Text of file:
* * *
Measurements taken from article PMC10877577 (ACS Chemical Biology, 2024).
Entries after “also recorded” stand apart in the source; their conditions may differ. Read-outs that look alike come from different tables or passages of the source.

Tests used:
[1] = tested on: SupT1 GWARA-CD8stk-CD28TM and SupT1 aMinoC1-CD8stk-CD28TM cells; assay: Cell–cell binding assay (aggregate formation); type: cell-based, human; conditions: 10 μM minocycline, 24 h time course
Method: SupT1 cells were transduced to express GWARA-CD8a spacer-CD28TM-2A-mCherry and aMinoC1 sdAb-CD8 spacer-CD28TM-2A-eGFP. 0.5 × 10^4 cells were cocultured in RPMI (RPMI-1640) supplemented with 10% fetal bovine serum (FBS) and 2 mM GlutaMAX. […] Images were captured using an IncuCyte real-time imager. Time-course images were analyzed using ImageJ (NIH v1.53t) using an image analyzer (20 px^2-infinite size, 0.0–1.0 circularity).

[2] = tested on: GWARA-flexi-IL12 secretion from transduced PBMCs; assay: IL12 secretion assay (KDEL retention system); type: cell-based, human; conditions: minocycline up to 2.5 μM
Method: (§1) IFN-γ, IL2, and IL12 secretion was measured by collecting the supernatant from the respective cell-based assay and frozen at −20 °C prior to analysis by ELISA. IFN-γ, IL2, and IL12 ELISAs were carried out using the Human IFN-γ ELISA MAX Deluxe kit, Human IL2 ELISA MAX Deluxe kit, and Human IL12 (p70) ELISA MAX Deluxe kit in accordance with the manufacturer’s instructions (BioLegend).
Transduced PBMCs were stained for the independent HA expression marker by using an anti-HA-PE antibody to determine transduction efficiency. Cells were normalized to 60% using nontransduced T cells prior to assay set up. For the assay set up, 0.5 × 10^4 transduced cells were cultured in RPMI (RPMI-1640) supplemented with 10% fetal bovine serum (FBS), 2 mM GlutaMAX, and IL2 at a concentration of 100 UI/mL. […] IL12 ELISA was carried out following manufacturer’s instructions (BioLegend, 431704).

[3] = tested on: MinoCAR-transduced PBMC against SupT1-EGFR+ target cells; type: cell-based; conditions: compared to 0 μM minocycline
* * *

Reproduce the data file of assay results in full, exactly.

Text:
Measurements taken from article PMC10877577 (ACS Chemical Biology, 2024).
Entries after “also recorded” stand apart in the source; their conditions may differ. Read-outs that look alike come from different tables or passages of the source.

Tests used:
[1] = tested on: SupT1 GWARA-CD8stk-CD28TM and SupT1 aMinoC1-CD8stk-CD28TM cells; assay: Cell–cell binding assay (aggregate formation); type: cell-based, human; conditions: 10 μM minocycline, 24 h time course
Method: SupT1 cells were transduced to express GWARA-CD8a spacer-CD28TM-2A-mCherry and aMinoC1 sdAb-CD8 spacer-CD28TM-2A-eGFP. 0.5 × 10^4 cells were cocultured in RPMI (RPMI-1640) supplemented with 10% fetal bovine serum (FBS) and 2 mM GlutaMAX. […] Images were captured using an IncuCyte real-time imager. Time-course images were analyzed using ImageJ (NIH v1.53t) using an image analyzer (20 px^2-infinite size, 0.0–1.0 circularity).

[2] = tested on: GWARA-flexi-IL12 secretion from transduced PBMCs; assay: IL12 secretion assay (KDEL retention system); type: cell-based, human; conditions: minocycline up to 2.5 μM
Method: (§1) IFN-γ, IL2, and IL12 secretion was measured by collecting the supernatant from the respective cell-based assay and frozen at −20 °C prior to analysis by ELISA. IFN-γ, IL2, and IL12 ELISAs were carried out using the Human IFN-γ ELISA MAX Deluxe kit, Human IL2 ELISA MAX Deluxe kit, and Human IL12 (p70) ELISA MAX Deluxe kit in accordance with the manufacturer’s instructions (BioLegend).
Transduced PBMCs were stained for the independent HA expression marker by using an anti-HA-PE antibody to determine transduction efficiency. Cells were normalized to 60% using nontransduced T cells prior to assay set up. For the assay set up, 0.5 × 10^4 transduced cells were cultured in RPMI (RPMI-1640) supplemented with 10% fetal bovine serum (FBS), 2 mM GlutaMAX, and IL2 at a concentration of 100 UI/mL. […] IL12 ELISA was carried out following manufacturer’s instructions (BioLegend, 431704).

[3] = tested on: MinoCAR-transduced PBMC against SupT1-EGFR+ target cells; type: cell-based; conditions: compared to 0 μM minocycline